I’m irked at how many elephants we’re losing to the ivory trade. They are one of the most intelligent of animals, often ranked alongside dolphins. Elephants are beloved. They show up early in our lives, as the a common expression of the letter “e” in board books for babies. They are the central exhibit in many zoos. Whole websites are devoted to saving them. Rangers in Africa have died to save them, and yet more rangers risk their lives fighting poachers every day.
Alex Tabarrok at Marginal Revolution recently wrote a post called No One is Innocent: “I broke the law yesterday and again today and I will probably break the law tomorrow. Don’t mistake me, I have done nothing wrong. I don’t even know what laws I have broken. Nevertheless, I am reasonably confident that I have broken some laws, rules, or regulations recently because its hard for anyone to live today without breaking the law. Doubt me? Have you ever thrown out some junk mail that came to your house but was addressed to someone else? That’s a violation of federal law punishable by up to 5 years in prison…
In general, I’m not a betting man. Intellectual humility cautions against sticking one’s neck out too far into terrain that is too complex to understand, let alone reasonably predict with any confidence. But some bets are unavoidable.
After rising from the primordial soup 3.5 billion years ago, Earth life began an evolutionary trip that has produced today’s amazing humans. Positive futurists now ponder what’s next. Hawking, Kurzweil, Kaku, Drexler, and other visionaries see technologies advancing exponentially in the coming centuries, which could provide peace, affluence, and increased intelligence, with lifespans approaching immortality.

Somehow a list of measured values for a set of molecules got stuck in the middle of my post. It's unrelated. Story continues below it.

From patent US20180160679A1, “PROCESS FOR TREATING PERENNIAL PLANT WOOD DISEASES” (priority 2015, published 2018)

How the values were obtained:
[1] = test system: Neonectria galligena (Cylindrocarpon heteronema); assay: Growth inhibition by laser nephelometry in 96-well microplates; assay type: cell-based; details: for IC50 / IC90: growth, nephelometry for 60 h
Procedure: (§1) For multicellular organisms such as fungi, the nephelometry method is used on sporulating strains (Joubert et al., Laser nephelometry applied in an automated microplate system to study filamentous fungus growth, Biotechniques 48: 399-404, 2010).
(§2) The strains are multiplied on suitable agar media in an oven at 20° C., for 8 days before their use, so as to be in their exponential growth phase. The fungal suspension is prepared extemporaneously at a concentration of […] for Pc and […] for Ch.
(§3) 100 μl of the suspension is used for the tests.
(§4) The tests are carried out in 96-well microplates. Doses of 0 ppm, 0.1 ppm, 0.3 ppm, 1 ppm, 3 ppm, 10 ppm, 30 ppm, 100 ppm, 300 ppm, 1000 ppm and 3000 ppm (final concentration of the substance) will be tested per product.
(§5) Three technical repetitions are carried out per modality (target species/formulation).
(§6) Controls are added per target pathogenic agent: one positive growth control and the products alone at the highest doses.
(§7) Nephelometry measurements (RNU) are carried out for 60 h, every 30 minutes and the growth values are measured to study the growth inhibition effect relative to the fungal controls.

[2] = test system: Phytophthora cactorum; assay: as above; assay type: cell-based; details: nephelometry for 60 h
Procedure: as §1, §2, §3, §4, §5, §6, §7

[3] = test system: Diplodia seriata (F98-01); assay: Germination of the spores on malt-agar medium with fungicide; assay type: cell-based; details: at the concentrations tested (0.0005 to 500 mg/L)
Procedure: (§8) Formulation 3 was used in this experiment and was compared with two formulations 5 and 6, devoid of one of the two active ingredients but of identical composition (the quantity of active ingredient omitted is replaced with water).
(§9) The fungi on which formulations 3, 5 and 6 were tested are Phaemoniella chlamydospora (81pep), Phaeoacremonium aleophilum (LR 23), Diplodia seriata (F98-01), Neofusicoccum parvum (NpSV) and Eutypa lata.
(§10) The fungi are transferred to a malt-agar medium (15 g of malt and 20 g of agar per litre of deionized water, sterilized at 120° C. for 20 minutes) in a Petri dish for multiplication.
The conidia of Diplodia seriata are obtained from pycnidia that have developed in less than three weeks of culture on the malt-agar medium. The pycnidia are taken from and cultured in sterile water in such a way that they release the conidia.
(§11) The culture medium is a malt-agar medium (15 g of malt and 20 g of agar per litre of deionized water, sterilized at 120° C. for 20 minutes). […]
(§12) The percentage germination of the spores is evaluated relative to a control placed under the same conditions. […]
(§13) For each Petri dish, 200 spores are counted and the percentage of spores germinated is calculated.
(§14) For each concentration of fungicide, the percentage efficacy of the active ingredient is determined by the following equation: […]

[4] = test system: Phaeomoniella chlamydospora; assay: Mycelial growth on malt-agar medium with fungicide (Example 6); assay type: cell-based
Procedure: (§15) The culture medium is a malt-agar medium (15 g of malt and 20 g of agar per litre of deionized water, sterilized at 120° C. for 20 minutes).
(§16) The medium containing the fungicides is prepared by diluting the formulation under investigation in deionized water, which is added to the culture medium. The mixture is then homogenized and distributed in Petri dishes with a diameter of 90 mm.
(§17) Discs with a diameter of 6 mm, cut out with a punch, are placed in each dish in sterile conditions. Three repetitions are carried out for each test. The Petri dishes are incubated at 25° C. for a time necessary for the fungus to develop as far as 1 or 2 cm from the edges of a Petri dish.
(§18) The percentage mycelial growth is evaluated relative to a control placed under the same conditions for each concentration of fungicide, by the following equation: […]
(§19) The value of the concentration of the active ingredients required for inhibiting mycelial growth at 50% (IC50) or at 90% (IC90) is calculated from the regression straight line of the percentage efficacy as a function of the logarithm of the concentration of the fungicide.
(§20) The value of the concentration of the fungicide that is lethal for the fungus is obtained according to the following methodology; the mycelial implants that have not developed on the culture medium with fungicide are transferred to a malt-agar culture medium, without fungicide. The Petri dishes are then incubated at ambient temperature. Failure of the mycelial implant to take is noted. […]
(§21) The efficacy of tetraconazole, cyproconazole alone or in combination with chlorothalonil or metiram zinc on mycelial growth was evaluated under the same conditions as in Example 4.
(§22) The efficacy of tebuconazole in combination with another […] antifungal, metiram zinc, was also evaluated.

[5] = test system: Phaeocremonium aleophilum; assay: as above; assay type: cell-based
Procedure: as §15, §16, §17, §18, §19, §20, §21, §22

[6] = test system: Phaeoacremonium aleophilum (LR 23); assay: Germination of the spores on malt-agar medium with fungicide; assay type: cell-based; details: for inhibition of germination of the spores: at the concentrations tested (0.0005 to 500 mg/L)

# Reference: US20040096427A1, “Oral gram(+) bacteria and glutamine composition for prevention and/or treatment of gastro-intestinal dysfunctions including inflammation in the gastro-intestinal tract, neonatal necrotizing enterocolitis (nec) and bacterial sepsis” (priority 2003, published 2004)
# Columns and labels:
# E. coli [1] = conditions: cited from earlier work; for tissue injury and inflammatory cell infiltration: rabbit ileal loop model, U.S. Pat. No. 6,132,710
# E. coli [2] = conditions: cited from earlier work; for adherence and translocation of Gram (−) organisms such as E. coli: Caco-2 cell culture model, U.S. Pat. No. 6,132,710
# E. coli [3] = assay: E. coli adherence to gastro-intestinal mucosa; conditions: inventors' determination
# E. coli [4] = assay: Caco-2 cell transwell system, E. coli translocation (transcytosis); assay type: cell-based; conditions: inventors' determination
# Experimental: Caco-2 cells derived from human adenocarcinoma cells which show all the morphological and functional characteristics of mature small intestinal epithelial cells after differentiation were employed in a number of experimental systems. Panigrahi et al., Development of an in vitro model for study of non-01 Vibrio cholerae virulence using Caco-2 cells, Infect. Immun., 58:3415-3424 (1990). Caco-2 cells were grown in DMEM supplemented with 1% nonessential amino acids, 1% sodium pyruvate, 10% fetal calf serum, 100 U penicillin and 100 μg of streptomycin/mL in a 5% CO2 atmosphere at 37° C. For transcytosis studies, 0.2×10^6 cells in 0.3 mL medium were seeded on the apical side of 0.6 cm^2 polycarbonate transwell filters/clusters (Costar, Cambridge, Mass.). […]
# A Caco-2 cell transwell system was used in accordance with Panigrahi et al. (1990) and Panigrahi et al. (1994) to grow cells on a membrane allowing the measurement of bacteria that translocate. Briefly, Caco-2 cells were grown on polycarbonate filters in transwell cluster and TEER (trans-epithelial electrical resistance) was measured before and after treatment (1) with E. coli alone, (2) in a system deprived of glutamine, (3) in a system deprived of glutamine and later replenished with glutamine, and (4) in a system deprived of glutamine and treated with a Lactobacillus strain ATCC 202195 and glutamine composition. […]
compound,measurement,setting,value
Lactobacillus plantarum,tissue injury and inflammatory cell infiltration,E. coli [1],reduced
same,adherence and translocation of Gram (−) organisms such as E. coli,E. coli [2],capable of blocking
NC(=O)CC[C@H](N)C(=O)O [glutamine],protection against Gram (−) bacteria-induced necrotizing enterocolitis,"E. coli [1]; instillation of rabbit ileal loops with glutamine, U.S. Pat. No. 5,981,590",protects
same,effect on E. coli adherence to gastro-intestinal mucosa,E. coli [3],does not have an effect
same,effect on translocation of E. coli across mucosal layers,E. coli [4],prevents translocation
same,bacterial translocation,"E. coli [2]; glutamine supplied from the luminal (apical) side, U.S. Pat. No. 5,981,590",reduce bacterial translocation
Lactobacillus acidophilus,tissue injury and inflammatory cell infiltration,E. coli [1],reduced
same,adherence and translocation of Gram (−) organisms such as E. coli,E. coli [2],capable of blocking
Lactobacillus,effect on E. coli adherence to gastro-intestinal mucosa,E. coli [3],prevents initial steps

A few weeks have passed now since the Supreme Court struck down Myriad’s patents on mutations in BRCA genes 1 and 2 correlating to higher rates of breast and ovarian cancers, and the airwaves and blogosphere are still awash with a plethora of incriminations, congratulations, and musings about what it all means, I want to address what is to me a central lesson: philosophy matters.
Transhumanism is about using technology to improve the human condition. Perhaps a nascent stigma attached to the transhumanist movement in some circles comes from the ethical implications and usage of high technology — bio-tech and nano-tech to name a few, on people.
I have wanted to comment for some time about a number of available “theories of truth.” The occasion has now been presented by the fact that I am writing the fourth chapter of my new book (on whether and how philosophy makes progress, forthcoming from Chicago Press), which is about the surprisingly not-so-straightforward concept of progress (and truth) in science itself, the very discipline normally held to be the paragon of a truth seeking enterprise.
On February 2, 2013, I ran my first ultramarathon: 50 kilometers (31.07 miles) in 5 hours, 10 minutes, 50 seconds – all within the comforts of my home on my elliptical trainer. I experienced no pain, no pounding, no strain on the joints, no car traffic, and no vicissitudes of weather. More importantly, I had constant access to water and nourishment if I wished it. The elliptical trainer’s shelf held my tablet computer, and I could pass the time reading articles, watching videos of philosophical discussions, and listening to Mozart.